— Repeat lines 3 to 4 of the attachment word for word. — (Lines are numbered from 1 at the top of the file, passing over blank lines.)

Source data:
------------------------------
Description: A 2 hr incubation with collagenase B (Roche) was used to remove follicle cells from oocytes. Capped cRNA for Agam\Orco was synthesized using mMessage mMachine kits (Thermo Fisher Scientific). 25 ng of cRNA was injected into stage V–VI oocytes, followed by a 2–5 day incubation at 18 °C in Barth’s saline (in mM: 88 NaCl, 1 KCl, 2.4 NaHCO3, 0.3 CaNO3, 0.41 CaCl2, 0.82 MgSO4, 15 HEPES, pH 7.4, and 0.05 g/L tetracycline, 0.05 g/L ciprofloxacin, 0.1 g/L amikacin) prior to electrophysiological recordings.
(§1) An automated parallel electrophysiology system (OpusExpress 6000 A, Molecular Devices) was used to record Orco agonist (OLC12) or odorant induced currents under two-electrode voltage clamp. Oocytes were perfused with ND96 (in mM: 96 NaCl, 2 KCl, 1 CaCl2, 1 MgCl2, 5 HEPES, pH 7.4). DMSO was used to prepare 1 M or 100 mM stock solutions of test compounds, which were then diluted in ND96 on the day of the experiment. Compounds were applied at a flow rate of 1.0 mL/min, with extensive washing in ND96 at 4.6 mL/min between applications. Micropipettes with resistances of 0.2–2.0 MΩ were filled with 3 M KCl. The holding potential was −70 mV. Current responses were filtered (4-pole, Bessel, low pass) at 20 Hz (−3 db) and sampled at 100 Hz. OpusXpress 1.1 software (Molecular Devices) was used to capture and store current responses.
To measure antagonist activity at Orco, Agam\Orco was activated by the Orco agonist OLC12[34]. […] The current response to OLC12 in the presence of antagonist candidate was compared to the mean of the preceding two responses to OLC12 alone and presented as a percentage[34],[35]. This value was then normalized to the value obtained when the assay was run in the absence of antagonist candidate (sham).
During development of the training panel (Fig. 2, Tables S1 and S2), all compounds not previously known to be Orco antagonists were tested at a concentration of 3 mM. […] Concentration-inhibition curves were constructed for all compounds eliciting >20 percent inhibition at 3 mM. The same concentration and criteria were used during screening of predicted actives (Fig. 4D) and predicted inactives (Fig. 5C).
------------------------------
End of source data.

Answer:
To measure antagonist activity at Orco, Agam\Orco was activated by the Orco agonist OLC12[34]. […] The current response to OLC12 in the presence of antagonist candidate was compared to the mean of the preceding two responses to OLC12 alone and presented as a percentage[34],[35]. This value was then normalized to the value obtained when the assay was run in the absence of antagonist candidate (sham).
During development of the training panel (Fig. 2, Tables S1 and S2), all compounds not previously known to be Orco antagonists were tested at a concentration of 3 mM. […] Concentration-inhibition curves were constructed for all compounds eliciting >20 percent inhibition at 3 mM. The same concentration and criteria were used during screening of predicted actives (Fig. 4D) and predicted inactives (Fig. 5C).